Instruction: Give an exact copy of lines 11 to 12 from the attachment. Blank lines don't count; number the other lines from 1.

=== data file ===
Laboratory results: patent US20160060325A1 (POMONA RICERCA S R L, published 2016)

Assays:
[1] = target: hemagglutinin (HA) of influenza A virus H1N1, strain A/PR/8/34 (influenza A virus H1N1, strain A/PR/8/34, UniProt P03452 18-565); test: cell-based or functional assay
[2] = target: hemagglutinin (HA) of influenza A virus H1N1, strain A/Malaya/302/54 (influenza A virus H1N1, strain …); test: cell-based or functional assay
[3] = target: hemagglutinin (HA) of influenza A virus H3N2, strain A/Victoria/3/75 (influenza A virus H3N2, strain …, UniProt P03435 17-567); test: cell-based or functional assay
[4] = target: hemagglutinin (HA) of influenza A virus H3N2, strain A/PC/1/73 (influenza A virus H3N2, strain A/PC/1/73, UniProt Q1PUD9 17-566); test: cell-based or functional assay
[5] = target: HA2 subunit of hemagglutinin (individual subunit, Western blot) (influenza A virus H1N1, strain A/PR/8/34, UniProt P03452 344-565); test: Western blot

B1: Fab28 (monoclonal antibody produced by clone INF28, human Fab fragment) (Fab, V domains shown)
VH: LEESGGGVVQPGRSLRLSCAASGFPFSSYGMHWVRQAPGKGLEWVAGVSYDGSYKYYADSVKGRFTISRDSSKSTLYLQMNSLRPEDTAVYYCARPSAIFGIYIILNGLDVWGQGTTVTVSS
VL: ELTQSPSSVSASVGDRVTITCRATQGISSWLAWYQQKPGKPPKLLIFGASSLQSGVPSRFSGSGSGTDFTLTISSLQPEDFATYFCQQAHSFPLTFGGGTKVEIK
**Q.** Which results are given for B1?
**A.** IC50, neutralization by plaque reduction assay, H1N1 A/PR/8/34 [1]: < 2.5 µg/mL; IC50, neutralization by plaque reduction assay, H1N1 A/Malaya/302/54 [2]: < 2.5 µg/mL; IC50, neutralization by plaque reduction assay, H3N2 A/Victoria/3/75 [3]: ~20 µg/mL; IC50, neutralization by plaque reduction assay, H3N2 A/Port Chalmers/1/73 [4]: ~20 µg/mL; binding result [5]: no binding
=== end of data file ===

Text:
**Q.** Which results are given for B1?
**A.** IC50, neutralization by plaque reduction assay, H1N1 A/PR/8/34 [1]: < 2.5 µg/mL; IC50, neutralization by plaque reduction assay, H1N1 A/Malaya/302/54 [2]: < 2.5 µg/mL; IC50, neutralization by plaque reduction assay, H3N2 A/Victoria/3/75 [3]: ~20 µg/mL; IC50, neutralization by plaque reduction assay, H3N2 A/Port Chalmers/1/73 [4]: ~20 µg/mL; binding result [5]: no binding